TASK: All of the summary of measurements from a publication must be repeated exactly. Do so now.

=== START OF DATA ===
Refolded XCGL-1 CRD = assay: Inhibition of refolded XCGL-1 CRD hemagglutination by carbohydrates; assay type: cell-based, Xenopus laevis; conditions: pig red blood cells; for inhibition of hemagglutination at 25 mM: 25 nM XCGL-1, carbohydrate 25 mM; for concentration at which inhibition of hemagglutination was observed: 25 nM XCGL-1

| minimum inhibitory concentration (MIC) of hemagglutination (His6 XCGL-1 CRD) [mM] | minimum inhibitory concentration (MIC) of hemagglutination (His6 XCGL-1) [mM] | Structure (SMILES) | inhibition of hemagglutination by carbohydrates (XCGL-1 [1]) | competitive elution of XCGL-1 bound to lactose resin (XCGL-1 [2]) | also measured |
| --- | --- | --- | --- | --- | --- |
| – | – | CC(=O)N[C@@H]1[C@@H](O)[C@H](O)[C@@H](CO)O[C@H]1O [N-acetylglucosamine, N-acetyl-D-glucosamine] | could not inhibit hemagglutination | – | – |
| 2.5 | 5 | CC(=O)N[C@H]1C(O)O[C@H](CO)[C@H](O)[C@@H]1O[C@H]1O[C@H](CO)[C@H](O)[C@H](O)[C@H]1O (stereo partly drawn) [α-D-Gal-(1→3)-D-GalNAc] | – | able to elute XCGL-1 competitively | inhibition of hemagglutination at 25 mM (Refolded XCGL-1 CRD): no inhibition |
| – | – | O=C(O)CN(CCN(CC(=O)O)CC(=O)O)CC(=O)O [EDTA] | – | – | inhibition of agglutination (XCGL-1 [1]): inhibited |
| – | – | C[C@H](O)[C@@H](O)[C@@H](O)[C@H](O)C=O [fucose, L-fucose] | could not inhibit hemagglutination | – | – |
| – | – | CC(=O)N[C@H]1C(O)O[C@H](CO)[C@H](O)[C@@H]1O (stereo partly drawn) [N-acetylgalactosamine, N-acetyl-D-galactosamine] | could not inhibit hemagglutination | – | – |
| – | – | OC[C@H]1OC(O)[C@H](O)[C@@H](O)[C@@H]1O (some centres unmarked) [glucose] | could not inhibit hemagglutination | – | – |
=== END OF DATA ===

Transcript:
Refolded XCGL-1 CRD = assay: Inhibition of refolded XCGL-1 CRD hemagglutination by carbohydrates; assay type: cell-based, Xenopus laevis; conditions: pig red blood cells; for inhibition of hemagglutination at 25 mM: 25 nM XCGL-1, carbohydrate 25 mM; for concentration at which inhibition of hemagglutination was observed: 25 nM XCGL-1

| minimum inhibitory concentration (MIC) of hemagglutination (His6 XCGL-1 CRD) [mM] | minimum inhibitory concentration (MIC) of hemagglutination (His6 XCGL-1) [mM] | Structure (SMILES) | inhibition of hemagglutination by carbohydrates (XCGL-1 [1]) | competitive elution of XCGL-1 bound to lactose resin (XCGL-1 [2]) | also measured |
| --- | --- | --- | --- | --- | --- |
| – | – | CC(=O)N[C@@H]1[C@@H](O)[C@H](O)[C@@H](CO)O[C@H]1O [N-acetylglucosamine, N-acetyl-D-glucosamine] | could not inhibit hemagglutination | – | – |
| 2.5 | 5 | CC(=O)N[C@H]1C(O)O[C@H](CO)[C@H](O)[C@@H]1O[C@H]1O[C@H](CO)[C@H](O)[C@H](O)[C@H]1O (stereo partly drawn) [α-D-Gal-(1→3)-D-GalNAc] | – | able to elute XCGL-1 competitively | inhibition of hemagglutination at 25 mM (Refolded XCGL-1 CRD): no inhibition |
| – | – | O=C(O)CN(CCN(CC(=O)O)CC(=O)O)CC(=O)O [EDTA] | – | – | inhibition of agglutination (XCGL-1 [1]): inhibited |
| – | – | C[C@H](O)[C@@H](O)[C@@H](O)[C@H](O)C=O [fucose, L-fucose] | could not inhibit hemagglutination | – | – |
| – | – | CC(=O)N[C@H]1C(O)O[C@H](CO)[C@H](O)[C@@H]1O (stereo partly drawn) [N-acetylgalactosamine, N-acetyl-D-galactosamine] | could not inhibit hemagglutination | – | – |
| – | – | OC[C@H]1OC(O)[C@H](O)[C@@H](O)[C@@H]1O (some centres unmarked) [glucose] | could not inhibit hemagglutination | – | – |